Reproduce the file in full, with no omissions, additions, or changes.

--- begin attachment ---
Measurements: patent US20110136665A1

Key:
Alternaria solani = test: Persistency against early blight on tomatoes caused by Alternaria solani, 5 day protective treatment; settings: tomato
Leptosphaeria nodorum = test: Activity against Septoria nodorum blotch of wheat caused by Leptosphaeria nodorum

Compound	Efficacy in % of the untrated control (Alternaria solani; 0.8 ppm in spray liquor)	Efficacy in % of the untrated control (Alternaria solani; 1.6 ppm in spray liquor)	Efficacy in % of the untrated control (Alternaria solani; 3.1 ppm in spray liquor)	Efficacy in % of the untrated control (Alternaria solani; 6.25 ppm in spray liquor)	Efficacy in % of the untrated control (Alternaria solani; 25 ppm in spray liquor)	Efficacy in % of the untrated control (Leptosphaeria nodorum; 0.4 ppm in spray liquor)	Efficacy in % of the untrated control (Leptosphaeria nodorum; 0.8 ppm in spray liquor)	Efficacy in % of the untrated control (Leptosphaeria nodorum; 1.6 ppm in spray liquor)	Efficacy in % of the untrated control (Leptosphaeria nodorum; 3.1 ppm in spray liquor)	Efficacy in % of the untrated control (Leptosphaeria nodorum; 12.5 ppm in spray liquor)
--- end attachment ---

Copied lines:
Measurements: patent US20110136665A1

Key:
Alternaria solani = test: Persistency against early blight on tomatoes caused by Alternaria solani, 5 day protective treatment; settings: tomato
Leptosphaeria nodorum = test: Activity against Septoria nodorum blotch of wheat caused by Leptosphaeria nodorum

Compound	Efficacy in % of the untrated control (Alternaria solani; 0.8 ppm in spray liquor)	Efficacy in % of the untrated control (Alternaria solani; 1.6 ppm in spray liquor)	Efficacy in % of the untrated control (Alternaria solani; 3.1 ppm in spray liquor)	Efficacy in % of the untrated control (Alternaria solani; 6.25 ppm in spray liquor)	Efficacy in % of the untrated control (Alternaria solani; 25 ppm in spray liquor)	Efficacy in % of the untrated control (Leptosphaeria nodorum; 0.4 ppm in spray liquor)	Efficacy in % of the untrated control (Leptosphaeria nodorum; 0.8 ppm in spray liquor)	Efficacy in % of the untrated control (Leptosphaeria nodorum; 1.6 ppm in spray liquor)	Efficacy in % of the untrated control (Leptosphaeria nodorum; 3.1 ppm in spray liquor)	Efficacy in % of the untrated control (Leptosphaeria nodorum; 12.5 ppm in spray liquor)